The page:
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Re: For English Language Lovers

Post by geron »

pelmut wrote:
Sat Jan 22, 2022 3:13 pm
There seem to be a number of authors who write entirely in the present tense when it is clear they are referring to events that happened in the past
That's known as the historical present. Historians speaking on radio and TV use it all the time to make the past more vivid.

It may also help to overcome a possible problem in describing a sequence of past events. US English seems to have lost what in European English is the perfect tense, leaving a past indefinite tense to do its work. So if in England we say we have done something, it generally means that we have done it recently, or fairly recently. But saying we did something would place it at some unspecified time in the past, possibly the distant past.
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Re: For English Language Lovers

Post by geron »

Sinned wrote:
Sun Jan 23, 2022 12:02 am
But then colloquial English is a completely different beast to written English and often breaks the rules of English.
Bzzzzt! Deviation!
It doesn't make sense to be different to -- it's gotta be different from ;-)
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Re: For English Language Lovers

Post by Sinned »

It was written in colloquial English so was not subject to normal rules. :tongue:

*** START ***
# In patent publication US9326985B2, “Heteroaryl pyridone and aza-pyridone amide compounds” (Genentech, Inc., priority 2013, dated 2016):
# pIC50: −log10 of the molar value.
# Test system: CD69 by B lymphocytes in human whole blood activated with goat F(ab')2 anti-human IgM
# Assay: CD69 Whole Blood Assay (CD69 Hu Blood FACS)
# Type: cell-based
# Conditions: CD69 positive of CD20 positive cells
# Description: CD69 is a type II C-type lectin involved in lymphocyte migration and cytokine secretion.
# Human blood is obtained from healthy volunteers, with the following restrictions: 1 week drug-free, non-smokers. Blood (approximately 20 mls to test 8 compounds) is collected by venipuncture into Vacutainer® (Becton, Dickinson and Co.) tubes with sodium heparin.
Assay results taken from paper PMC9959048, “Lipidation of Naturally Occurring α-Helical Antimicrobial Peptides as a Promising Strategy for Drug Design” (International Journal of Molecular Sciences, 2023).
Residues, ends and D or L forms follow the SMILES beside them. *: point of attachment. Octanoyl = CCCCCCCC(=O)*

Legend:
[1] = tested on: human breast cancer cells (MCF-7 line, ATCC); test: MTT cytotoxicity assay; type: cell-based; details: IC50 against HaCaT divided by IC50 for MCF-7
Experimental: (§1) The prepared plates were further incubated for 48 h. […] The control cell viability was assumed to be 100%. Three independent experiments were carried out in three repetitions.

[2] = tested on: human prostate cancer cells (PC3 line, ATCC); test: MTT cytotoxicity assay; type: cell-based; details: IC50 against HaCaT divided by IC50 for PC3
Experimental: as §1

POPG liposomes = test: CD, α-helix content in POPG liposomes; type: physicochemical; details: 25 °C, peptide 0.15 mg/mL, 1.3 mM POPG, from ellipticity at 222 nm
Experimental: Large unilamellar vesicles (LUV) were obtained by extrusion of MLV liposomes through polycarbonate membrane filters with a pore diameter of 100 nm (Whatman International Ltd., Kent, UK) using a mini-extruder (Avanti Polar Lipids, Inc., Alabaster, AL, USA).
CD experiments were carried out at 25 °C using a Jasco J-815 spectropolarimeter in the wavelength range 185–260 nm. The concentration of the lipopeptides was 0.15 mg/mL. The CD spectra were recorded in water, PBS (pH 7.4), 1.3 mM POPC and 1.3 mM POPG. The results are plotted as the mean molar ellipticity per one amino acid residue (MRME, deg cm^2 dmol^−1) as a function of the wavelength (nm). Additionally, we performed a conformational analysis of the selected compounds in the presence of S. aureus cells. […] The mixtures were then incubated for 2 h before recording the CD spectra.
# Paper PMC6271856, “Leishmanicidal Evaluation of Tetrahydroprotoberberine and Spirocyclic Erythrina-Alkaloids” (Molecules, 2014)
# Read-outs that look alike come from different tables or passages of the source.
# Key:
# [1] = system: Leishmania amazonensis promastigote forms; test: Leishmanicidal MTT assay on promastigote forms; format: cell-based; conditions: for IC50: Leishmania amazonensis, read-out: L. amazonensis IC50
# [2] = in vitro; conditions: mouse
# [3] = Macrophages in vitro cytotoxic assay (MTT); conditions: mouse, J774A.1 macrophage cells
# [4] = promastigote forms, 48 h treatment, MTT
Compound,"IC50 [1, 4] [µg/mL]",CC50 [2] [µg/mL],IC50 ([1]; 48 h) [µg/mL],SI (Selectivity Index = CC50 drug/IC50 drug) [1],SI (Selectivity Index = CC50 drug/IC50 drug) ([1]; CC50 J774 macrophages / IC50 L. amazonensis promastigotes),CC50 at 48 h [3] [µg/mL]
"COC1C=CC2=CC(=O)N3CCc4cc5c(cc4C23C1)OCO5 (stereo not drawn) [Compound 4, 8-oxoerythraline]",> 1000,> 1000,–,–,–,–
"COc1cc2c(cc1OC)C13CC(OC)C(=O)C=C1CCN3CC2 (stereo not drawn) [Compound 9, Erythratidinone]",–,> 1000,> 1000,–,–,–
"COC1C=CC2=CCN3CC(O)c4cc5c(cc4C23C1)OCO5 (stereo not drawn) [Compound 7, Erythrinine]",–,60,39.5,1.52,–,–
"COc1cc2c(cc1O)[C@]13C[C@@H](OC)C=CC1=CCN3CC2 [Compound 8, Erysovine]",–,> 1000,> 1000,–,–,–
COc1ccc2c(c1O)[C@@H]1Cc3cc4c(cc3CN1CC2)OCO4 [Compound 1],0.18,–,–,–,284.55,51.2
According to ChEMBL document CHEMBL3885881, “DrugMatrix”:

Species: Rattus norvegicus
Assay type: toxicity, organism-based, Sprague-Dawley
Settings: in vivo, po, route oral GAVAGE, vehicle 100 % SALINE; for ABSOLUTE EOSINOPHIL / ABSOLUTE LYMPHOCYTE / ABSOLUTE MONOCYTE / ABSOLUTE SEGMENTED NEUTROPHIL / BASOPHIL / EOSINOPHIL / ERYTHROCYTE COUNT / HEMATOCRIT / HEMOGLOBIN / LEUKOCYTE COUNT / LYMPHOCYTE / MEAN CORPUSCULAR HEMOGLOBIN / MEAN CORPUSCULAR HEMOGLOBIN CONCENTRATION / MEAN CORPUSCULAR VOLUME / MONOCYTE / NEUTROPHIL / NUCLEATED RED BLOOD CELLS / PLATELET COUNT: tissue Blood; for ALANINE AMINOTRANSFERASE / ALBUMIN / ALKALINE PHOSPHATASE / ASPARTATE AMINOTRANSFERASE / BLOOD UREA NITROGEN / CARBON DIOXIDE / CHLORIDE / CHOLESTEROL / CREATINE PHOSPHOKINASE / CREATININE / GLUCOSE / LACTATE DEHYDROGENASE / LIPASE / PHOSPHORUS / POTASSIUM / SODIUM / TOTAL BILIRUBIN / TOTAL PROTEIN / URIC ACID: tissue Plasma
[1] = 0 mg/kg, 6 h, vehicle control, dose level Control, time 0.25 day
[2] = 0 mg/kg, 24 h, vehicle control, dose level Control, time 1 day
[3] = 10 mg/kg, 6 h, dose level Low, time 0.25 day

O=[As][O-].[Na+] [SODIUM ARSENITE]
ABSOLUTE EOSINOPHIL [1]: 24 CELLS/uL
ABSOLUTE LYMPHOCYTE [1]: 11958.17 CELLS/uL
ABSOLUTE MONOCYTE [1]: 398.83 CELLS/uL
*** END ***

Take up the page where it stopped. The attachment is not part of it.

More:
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Re: For English Language Lovers

Post by Ray »

geron wrote:
Sun Jan 23, 2022 4:35 pm
pelmut wrote:
Sat Jan 22, 2022 3:13 pm
There seem to be a number of authors who write entirely in the present tense when it is clear they are referring to events that happened in the past
That's known as the historical present. Historians speaking on radio and TV use it all the time to make the past more vivid.

It may also help to overcome a possible problem in describing a sequence of past events. US English seems to have lost what in European English is the perfect tense, leaving a past indefinite tense to do its work. So if in England we say we have done something, it generally means that we have done it recently, or fairly recently. But saying we did something would place it at some unspecified time in the past, possibly the distant past.
Much the same in Scotland too.
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Re: For English Language Lovers

Post by geron »

Ray wrote:
Mon Jan 24, 2022 9:33 pm
Much the same in Scotland too.
Apologies, Ray, but I didn't have that information ;-)